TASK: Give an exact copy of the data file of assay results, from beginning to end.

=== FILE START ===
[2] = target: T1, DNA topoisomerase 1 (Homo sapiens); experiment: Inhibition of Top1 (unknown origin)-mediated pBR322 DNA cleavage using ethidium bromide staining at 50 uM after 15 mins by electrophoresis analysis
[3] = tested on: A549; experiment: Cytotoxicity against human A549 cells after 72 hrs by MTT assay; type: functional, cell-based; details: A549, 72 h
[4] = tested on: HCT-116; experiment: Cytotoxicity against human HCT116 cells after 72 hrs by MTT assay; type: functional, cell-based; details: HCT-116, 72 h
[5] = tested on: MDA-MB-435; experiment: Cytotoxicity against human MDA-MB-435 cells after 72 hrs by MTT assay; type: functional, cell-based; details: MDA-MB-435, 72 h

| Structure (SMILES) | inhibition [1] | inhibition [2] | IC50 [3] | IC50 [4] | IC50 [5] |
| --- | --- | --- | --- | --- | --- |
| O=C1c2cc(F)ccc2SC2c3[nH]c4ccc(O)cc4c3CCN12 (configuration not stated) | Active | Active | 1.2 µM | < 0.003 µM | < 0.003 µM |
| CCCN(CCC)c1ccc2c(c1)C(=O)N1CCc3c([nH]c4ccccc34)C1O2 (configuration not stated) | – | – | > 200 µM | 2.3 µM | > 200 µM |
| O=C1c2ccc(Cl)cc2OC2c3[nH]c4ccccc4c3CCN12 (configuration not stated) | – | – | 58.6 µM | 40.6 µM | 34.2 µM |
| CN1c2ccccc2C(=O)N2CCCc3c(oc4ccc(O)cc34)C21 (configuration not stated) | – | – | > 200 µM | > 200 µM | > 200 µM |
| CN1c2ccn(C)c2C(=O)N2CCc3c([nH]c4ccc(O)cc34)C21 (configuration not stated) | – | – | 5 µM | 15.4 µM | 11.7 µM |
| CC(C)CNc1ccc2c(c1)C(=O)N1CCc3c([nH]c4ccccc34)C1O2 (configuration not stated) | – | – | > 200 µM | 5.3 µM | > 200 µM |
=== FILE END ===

[2] = target: T1, DNA topoisomerase 1 (Homo sapiens); experiment: Inhibition of Top1 (unknown origin)-mediated pBR322 DNA cleavage using ethidium bromide staining at 50 uM after 15 mins by electrophoresis analysis
[3] = tested on: A549; experiment: Cytotoxicity against human A549 cells after 72 hrs by MTT assay; type: functional, cell-based; details: A549, 72 h
[4] = tested on: HCT-116; experiment: Cytotoxicity against human HCT116 cells after 72 hrs by MTT assay; type: functional, cell-based; details: HCT-116, 72 h
[5] = tested on: MDA-MB-435; experiment: Cytotoxicity against human MDA-MB-435 cells after 72 hrs by MTT assay; type: functional, cell-based; details: MDA-MB-435, 72 h

| Structure (SMILES) | inhibition [1] | inhibition [2] | IC50 [3] | IC50 [4] | IC50 [5] |
| --- | --- | --- | --- | --- | --- |
| O=C1c2cc(F)ccc2SC2c3[nH]c4ccc(O)cc4c3CCN12 (configuration not stated) | Active | Active | 1.2 µM | < 0.003 µM | < 0.003 µM |
| CCCN(CCC)c1ccc2c(c1)C(=O)N1CCc3c([nH]c4ccccc34)C1O2 (configuration not stated) | – | – | > 200 µM | 2.3 µM | > 200 µM |
| O=C1c2ccc(Cl)cc2OC2c3[nH]c4ccccc4c3CCN12 (configuration not stated) | – | – | 58.6 µM | 40.6 µM | 34.2 µM |
| CN1c2ccccc2C(=O)N2CCCc3c(oc4ccc(O)cc34)C21 (configuration not stated) | – | – | > 200 µM | > 200 µM | > 200 µM |
| CN1c2ccn(C)c2C(=O)N2CCc3c([nH]c4ccc(O)cc34)C21 (configuration not stated) | – | – | 5 µM | 15.4 µM | 11.7 µM |
| CC(C)CNc1ccc2c(c1)C(=O)N1CCc3c([nH]c4ccccc34)C1O2 (configuration not stated) | – | – | > 200 µM | 5.3 µM | > 200 µM |